Differences in Care Options

I don't understand the difference between hiring a caregiver independently, hiring through a placement agency, and hiring an agency to provide an agency-employed worker. Help!

There are three ways to hire a home care aide:

  1. Use a Home Services Agency
    Also called a home care agency, these agencies are the most common. Agency employees provide the service to the older adult, and the agency is paid directly by the client. In Illinois, all home care agencies are required to be licensed as Home Services Agencies by the Illinois Department of Public Health.
  2. Use a Home Services Placement Agency
    Placement agencies are agencies that match a home care aide and a client for private employment. Clients employ and supervise the aide directly. In Illinois, all placement agencies are required to be licensed as Home Services Placement Agencies by the Illinois Department of Public Health.
  3. Hire someone on your own
    When hiring someone on your own, you may want to consider SASI’s Caregiver Screening service.

If more medical care is needed, a Home Nursing or Home Health Agency may be more appropriate for your needs. Check our Home Care Aide FAQs section for more information on these types of agencies.

Home Services Agencies

What do I need to know about Home Services Agencies?

  • Home Services Agencies are the employer of the home care aide.
  • The agency supervises, pays, and takes responsibility for the worker. It handles Social Security and Medicare withholdings. Most have bonded employees, but you should ask specifically if the aides are bonded.
  • Agencies develop a job description with you, and are required to do in-person supervision every 90 days.
  • Ask about worker consistency and experience. Different agencies have different philosophies, experience requirements, training requirements, and may send different aides for different days of the week.
  • Ask how much the home care aide earns. Is this a living wage in your area?
  • Home Services Agencies are private pay or covered by long term care insurance. All long term care insurance policies are different; see some questions to ask.

Home Services Placement Agencies

What do I need to know about Home Services Placement Agencies?

  • Home Services Placement Agencies are not the employer of the home care aide.
  • You supervise, pay, and take responsibility for the aide.
  • Agencies may develop the initial job description with you, but you and the aide will discuss job description and wages as time goes on. This gives you more flexibility as your needs change.
  • Make sure the agency you work with interviews the aides prior to working with them (ask about their application process). The agency should demand experience and references; complete criminal background checks in compliance with the Health Care Workers Background Check Act; and can assure you the aides are authorized to work in the US and that you and the aide share a common language.
  • Home Services Placement Agencies may be “licensed and bonded,” but cannot bond their workers. If an agency claims to be “Licensed and Bonded,” ask it to specify 1) what license it has (should be IDPH Home Services Placement Agency or Home Nursing Placement Agency license) and 2) how it bonds its aides if they are not employees of the agency.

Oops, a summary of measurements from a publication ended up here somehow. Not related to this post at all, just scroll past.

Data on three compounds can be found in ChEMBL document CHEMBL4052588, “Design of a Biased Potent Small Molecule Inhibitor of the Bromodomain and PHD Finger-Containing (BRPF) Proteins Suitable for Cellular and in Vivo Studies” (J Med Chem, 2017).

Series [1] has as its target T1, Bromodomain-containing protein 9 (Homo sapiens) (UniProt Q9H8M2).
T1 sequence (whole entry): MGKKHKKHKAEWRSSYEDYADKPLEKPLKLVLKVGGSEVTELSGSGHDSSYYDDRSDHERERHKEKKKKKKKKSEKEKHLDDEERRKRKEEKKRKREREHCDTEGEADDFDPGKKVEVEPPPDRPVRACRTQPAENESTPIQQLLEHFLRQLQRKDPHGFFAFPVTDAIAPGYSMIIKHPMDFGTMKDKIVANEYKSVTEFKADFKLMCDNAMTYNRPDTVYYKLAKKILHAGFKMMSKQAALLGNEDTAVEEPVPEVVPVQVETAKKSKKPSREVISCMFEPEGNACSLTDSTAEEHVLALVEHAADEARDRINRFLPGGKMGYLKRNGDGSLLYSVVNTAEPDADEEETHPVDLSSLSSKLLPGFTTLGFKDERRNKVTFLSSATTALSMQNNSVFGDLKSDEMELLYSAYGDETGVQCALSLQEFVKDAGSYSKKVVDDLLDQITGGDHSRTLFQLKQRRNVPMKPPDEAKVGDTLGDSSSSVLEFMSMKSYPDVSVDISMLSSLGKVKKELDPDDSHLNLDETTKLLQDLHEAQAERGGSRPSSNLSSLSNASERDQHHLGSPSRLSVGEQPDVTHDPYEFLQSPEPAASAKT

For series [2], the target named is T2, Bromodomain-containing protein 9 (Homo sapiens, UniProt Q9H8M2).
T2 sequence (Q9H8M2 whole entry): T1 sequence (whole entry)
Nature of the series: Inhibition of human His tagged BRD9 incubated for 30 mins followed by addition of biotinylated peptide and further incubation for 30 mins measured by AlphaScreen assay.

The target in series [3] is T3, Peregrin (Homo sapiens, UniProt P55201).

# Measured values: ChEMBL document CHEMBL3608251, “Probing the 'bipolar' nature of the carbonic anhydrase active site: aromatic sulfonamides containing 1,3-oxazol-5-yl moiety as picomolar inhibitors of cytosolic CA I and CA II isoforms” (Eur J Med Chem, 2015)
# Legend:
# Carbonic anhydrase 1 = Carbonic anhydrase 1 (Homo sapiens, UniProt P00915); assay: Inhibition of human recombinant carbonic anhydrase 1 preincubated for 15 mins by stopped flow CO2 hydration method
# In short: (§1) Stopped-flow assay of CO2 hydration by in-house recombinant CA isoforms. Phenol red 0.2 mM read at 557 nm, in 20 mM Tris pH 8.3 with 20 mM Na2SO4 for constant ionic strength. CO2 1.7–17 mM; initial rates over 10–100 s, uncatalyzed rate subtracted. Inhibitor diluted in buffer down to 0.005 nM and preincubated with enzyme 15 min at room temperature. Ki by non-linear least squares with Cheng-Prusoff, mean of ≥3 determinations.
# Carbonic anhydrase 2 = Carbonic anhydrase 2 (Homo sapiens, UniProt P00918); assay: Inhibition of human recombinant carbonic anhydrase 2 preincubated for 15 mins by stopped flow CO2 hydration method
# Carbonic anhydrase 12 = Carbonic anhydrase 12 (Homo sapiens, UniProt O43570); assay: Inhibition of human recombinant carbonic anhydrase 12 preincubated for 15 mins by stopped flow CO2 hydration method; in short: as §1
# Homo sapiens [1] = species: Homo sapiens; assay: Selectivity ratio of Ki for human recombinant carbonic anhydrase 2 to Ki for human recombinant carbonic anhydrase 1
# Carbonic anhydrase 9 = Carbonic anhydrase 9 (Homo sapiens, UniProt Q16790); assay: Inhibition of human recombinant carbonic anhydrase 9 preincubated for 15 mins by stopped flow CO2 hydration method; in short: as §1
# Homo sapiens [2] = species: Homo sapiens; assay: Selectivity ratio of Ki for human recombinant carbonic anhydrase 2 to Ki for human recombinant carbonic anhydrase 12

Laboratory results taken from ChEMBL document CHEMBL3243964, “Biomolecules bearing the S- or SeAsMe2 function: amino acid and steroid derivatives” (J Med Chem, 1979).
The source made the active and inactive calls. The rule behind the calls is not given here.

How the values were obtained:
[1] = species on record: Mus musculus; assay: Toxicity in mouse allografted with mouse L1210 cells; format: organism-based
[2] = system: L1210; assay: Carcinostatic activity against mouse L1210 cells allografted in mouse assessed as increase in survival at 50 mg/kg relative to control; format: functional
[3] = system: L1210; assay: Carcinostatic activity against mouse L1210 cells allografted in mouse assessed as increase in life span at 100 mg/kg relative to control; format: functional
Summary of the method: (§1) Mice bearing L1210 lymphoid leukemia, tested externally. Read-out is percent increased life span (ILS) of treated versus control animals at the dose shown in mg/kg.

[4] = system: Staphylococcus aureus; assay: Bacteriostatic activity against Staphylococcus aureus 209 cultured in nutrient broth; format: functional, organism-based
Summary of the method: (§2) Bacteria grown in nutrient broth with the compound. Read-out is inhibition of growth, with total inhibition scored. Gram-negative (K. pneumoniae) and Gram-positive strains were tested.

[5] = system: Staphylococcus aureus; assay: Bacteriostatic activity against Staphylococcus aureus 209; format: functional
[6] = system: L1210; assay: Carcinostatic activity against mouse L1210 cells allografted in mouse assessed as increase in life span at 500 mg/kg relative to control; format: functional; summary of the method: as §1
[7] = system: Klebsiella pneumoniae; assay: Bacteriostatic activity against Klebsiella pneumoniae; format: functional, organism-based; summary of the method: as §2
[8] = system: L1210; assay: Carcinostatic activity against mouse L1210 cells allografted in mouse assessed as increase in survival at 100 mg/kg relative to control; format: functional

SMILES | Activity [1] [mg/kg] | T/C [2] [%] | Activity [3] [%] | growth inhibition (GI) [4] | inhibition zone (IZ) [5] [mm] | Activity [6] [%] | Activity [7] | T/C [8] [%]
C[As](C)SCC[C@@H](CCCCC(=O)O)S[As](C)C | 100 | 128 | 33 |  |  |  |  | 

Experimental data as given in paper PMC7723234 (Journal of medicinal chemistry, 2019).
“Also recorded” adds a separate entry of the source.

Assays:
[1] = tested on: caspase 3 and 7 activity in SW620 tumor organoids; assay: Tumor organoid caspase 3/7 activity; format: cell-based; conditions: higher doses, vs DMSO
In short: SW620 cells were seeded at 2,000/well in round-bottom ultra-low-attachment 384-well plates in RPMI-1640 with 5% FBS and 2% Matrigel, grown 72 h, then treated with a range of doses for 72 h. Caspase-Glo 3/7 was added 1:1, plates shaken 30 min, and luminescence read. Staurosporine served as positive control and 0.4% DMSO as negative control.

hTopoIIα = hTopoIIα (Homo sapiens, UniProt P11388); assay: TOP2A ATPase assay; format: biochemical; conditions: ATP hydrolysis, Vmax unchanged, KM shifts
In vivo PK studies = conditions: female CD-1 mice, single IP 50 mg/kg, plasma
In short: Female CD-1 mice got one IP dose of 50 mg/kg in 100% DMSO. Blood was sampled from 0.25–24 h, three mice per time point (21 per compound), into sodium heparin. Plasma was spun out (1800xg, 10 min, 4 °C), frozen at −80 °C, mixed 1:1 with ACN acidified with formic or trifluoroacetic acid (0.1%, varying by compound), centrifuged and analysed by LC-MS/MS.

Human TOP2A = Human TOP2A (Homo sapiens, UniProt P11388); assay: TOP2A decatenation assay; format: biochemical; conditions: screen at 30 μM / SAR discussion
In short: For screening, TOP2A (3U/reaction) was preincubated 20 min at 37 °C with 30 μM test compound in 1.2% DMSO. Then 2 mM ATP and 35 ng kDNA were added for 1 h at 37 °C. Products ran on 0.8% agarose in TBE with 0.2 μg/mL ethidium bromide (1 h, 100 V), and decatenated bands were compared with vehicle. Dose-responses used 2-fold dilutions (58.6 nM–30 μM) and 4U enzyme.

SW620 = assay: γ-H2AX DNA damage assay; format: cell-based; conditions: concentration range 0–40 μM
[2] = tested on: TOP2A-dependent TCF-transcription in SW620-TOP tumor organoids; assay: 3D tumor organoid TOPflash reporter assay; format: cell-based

• Some placement agencies will not accept requests for short hour jobs.
  • If you hire through a placement agency, speak to your homeowner’s insurance agent regarding what policy changes need to be made before having an employee in your home.

Hiring A Home Care Aide Independently

What do I need to know about hiring someone independently?

Hiring someone a friend or family member has recommended is often the way home care aides are hired. Many aides go years without working through an agency, just working via word of mouth referrals. What should you know to prepare to hire someone independently?

  • You supervise, pay, and take responsibility for the aide.
  • The job description is determined between you and the aide, as is the pay rate. Be sure to have a good sense of your needs prior to beginning the interview process—you want to be determining your needs, not listening to a list of what the aide will and will not do.
  • Occasionally home service aides will carry independent liability insurance—but usually they do not. Speak to your homeowner’s insurance agent to find out what coverage you need to have an employee in your home.
  • Be ready to discuss whether the aide will be an independent contractor or your employee. You need to know what paperwork will be required at tax time for both you and the aide.
  • Decide if you are comfortable working with someone who is not background checked or screened, or who may not be authorized to work in this country. Only you and your loved ones can make this decision—no agency can determine your comfort with these issues.
  • Get more references, and speak to them. Just because your neighbor used one person doesn’t mean he or she is right for you! Get a good sense of the aide’s work history.

SASI screens home care aides for your peace of mind—learn more.

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